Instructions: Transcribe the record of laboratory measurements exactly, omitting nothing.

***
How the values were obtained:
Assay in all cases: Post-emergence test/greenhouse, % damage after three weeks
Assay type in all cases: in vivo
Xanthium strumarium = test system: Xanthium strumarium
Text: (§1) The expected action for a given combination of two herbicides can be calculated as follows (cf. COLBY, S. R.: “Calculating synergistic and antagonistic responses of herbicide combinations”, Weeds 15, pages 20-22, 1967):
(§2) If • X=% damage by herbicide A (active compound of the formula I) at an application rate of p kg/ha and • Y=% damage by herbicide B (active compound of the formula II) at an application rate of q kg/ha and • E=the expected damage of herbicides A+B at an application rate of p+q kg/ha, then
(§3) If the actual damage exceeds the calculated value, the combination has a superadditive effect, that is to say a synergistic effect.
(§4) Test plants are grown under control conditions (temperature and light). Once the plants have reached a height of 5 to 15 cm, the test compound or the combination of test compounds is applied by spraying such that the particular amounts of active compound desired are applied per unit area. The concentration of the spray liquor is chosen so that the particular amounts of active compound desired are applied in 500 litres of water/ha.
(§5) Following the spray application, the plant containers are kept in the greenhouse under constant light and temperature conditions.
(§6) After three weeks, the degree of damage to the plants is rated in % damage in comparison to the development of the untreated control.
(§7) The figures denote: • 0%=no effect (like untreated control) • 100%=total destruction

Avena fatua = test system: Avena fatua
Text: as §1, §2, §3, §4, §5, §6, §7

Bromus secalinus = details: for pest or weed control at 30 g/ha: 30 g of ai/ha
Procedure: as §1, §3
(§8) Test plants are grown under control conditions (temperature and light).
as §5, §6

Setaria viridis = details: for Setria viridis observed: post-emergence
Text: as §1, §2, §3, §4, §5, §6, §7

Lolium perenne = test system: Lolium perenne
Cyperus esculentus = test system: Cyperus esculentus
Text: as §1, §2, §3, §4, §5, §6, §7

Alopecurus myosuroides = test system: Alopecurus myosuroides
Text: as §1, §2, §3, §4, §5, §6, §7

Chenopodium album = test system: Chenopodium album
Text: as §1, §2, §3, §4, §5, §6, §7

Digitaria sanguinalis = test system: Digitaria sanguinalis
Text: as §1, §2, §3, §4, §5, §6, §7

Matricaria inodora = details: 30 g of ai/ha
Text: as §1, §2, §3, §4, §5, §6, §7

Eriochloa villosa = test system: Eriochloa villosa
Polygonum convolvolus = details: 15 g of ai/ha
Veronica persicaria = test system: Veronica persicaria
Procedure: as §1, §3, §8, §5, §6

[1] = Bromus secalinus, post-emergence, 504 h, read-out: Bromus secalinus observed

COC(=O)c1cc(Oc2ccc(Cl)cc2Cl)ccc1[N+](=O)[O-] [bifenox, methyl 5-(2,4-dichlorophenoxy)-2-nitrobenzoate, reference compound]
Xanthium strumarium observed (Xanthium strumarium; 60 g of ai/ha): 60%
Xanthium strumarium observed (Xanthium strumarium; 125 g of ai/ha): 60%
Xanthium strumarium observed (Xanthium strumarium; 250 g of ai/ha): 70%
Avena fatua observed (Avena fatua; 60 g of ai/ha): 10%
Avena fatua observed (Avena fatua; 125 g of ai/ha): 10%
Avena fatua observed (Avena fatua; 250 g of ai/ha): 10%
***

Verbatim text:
How the values were obtained:
Assay in all cases: Post-emergence test/greenhouse, % damage after three weeks
Assay type in all cases: in vivo
Xanthium strumarium = test system: Xanthium strumarium
Text: (§1) The expected action for a given combination of two herbicides can be calculated as follows (cf. COLBY, S. R.: “Calculating synergistic and antagonistic responses of herbicide combinations”, Weeds 15, pages 20-22, 1967):
(§2) If • X=% damage by herbicide A (active compound of the formula I) at an application rate of p kg/ha and • Y=% damage by herbicide B (active compound of the formula II) at an application rate of q kg/ha and • E=the expected damage of herbicides A+B at an application rate of p+q kg/ha, then
(§3) If the actual damage exceeds the calculated value, the combination has a superadditive effect, that is to say a synergistic effect.
(§4) Test plants are grown under control conditions (temperature and light). Once the plants have reached a height of 5 to 15 cm, the test compound or the combination of test compounds is applied by spraying such that the particular amounts of active compound desired are applied per unit area. The concentration of the spray liquor is chosen so that the particular amounts of active compound desired are applied in 500 litres of water/ha.
(§5) Following the spray application, the plant containers are kept in the greenhouse under constant light and temperature conditions.
(§6) After three weeks, the degree of damage to the plants is rated in % damage in comparison to the development of the untreated control.
(§7) The figures denote: • 0%=no effect (like untreated control) • 100%=total destruction

Avena fatua = test system: Avena fatua
Text: as §1, §2, §3, §4, §5, §6, §7

Bromus secalinus = details: for pest or weed control at 30 g/ha: 30 g of ai/ha
Procedure: as §1, §3
(§8) Test plants are grown under control conditions (temperature and light).
as §5, §6

Setaria viridis = details: for Setria viridis observed: post-emergence
Text: as §1, §2, §3, §4, §5, §6, §7

Lolium perenne = test system: Lolium perenne
Cyperus esculentus = test system: Cyperus esculentus
Text: as §1, §2, §3, §4, §5, §6, §7

Alopecurus myosuroides = test system: Alopecurus myosuroides
Text: as §1, §2, §3, §4, §5, §6, §7

Chenopodium album = test system: Chenopodium album
Text: as §1, §2, §3, §4, §5, §6, §7

Digitaria sanguinalis = test system: Digitaria sanguinalis
Text: as §1, §2, §3, §4, §5, §6, §7

Matricaria inodora = details: 30 g of ai/ha
Text: as §1, §2, §3, §4, §5, §6, §7

Eriochloa villosa = test system: Eriochloa villosa
Polygonum convolvolus = details: 15 g of ai/ha
Veronica persicaria = test system: Veronica persicaria
Procedure: as §1, §3, §8, §5, §6

[1] = Bromus secalinus, post-emergence, 504 h, read-out: Bromus secalinus observed

COC(=O)c1cc(Oc2ccc(Cl)cc2Cl)ccc1[N+](=O)[O-] [bifenox, methyl 5-(2,4-dichlorophenoxy)-2-nitrobenzoate, reference compound]
Xanthium strumarium observed (Xanthium strumarium; 60 g of ai/ha): 60%
Xanthium strumarium observed (Xanthium strumarium; 125 g of ai/ha): 60%
Xanthium strumarium observed (Xanthium strumarium; 250 g of ai/ha): 70%
Avena fatua observed (Avena fatua; 60 g of ai/ha): 10%
Avena fatua observed (Avena fatua; 125 g of ai/ha): 10%
Avena fatua observed (Avena fatua; 250 g of ai/ha): 10%